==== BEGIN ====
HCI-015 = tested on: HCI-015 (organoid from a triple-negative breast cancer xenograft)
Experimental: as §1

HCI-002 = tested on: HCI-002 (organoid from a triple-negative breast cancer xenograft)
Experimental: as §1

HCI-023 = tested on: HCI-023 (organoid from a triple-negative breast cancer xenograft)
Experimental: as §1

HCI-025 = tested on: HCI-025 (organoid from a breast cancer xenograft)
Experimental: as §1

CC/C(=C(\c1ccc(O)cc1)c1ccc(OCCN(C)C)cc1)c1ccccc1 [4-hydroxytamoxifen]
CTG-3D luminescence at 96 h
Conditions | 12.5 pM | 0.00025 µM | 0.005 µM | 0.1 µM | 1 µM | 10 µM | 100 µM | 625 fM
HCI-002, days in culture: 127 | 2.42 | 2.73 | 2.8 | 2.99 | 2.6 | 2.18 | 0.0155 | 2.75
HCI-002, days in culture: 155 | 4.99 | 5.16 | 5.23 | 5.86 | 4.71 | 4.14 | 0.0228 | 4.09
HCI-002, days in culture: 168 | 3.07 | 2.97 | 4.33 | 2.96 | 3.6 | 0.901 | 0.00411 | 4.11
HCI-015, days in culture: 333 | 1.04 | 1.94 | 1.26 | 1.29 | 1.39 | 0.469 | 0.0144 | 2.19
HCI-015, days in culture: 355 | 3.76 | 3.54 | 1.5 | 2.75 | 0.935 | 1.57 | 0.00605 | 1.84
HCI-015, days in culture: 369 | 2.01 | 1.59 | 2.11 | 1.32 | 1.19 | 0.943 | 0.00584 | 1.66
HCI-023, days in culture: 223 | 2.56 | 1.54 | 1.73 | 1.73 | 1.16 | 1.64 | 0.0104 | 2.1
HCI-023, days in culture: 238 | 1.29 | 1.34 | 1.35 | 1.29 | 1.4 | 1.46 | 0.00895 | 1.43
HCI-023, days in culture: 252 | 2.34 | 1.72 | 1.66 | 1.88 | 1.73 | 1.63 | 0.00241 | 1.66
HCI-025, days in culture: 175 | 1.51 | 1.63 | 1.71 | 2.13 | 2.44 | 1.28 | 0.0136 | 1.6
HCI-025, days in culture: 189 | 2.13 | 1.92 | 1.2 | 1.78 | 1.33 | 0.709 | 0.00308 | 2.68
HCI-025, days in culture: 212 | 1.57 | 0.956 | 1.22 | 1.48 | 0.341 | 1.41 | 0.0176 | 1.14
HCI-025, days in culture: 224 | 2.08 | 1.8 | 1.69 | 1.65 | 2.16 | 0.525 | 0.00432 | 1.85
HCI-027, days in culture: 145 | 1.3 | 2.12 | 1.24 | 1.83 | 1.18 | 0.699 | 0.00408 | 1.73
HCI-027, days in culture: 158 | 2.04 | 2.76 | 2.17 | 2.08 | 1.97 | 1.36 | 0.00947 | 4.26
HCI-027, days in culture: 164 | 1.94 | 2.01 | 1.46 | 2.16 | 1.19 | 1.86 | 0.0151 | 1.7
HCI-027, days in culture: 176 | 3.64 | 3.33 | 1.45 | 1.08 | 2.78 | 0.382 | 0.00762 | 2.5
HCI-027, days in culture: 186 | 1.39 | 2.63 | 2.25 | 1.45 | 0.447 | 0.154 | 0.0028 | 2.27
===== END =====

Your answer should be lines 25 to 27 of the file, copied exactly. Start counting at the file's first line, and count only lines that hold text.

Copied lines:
HCI-027, days in culture: 145 | 1.3 | 2.12 | 1.24 | 1.83 | 1.18 | 0.699 | 0.00408 | 1.73
HCI-027, days in culture: 158 | 2.04 | 2.76 | 2.17 | 2.08 | 1.97 | 1.36 | 0.00947 | 4.26
HCI-027, days in culture: 164 | 1.94 | 2.01 | 1.46 | 2.16 | 1.19 | 1.86 | 0.0151 | 1.7